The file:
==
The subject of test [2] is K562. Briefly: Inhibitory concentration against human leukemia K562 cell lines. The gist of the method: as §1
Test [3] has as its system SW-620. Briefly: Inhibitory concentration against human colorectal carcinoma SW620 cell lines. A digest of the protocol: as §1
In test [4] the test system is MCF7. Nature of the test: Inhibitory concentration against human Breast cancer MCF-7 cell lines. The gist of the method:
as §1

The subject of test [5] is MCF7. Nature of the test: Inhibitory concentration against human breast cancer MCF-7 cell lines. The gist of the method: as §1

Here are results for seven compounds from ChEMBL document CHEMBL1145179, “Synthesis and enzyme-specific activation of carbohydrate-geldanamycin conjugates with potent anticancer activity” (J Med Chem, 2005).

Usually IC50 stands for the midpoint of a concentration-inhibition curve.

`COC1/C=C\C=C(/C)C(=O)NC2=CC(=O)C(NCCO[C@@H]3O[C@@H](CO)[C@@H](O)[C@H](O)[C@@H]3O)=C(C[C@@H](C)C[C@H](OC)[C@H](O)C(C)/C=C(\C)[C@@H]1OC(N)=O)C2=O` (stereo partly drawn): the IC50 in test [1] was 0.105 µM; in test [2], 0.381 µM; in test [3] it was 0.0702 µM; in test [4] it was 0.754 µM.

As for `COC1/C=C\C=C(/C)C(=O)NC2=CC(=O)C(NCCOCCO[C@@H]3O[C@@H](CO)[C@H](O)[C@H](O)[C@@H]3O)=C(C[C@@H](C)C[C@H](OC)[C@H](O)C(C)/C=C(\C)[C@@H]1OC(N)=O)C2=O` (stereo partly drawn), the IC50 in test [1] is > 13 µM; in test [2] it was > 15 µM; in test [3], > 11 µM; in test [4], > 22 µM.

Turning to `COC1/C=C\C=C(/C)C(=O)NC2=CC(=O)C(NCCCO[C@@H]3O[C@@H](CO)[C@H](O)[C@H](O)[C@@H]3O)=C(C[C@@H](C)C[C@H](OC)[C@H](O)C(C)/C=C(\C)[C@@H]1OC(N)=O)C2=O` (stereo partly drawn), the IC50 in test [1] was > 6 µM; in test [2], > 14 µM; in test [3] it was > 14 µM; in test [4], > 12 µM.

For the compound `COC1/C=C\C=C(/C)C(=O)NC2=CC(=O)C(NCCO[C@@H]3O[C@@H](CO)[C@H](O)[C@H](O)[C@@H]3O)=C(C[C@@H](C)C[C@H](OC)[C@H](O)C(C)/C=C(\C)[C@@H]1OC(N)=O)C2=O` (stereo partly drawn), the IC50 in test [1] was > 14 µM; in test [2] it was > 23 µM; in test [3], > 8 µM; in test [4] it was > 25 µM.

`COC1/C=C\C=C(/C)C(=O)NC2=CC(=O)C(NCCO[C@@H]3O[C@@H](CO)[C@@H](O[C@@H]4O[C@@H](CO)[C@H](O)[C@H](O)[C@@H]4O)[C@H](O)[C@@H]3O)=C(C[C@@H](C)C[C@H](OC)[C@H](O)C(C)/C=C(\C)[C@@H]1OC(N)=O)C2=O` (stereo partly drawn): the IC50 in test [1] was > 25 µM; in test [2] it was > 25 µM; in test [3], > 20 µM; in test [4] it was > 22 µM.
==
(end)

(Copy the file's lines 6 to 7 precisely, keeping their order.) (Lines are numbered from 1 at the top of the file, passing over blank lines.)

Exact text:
Here are results for seven compounds from ChEMBL document CHEMBL1145179, “Synthesis and enzyme-specific activation of carbohydrate-geldanamycin conjugates with potent anticancer activity” (J Med Chem, 2005).

Usually IC50 stands for the midpoint of a concentration-inhibition curve.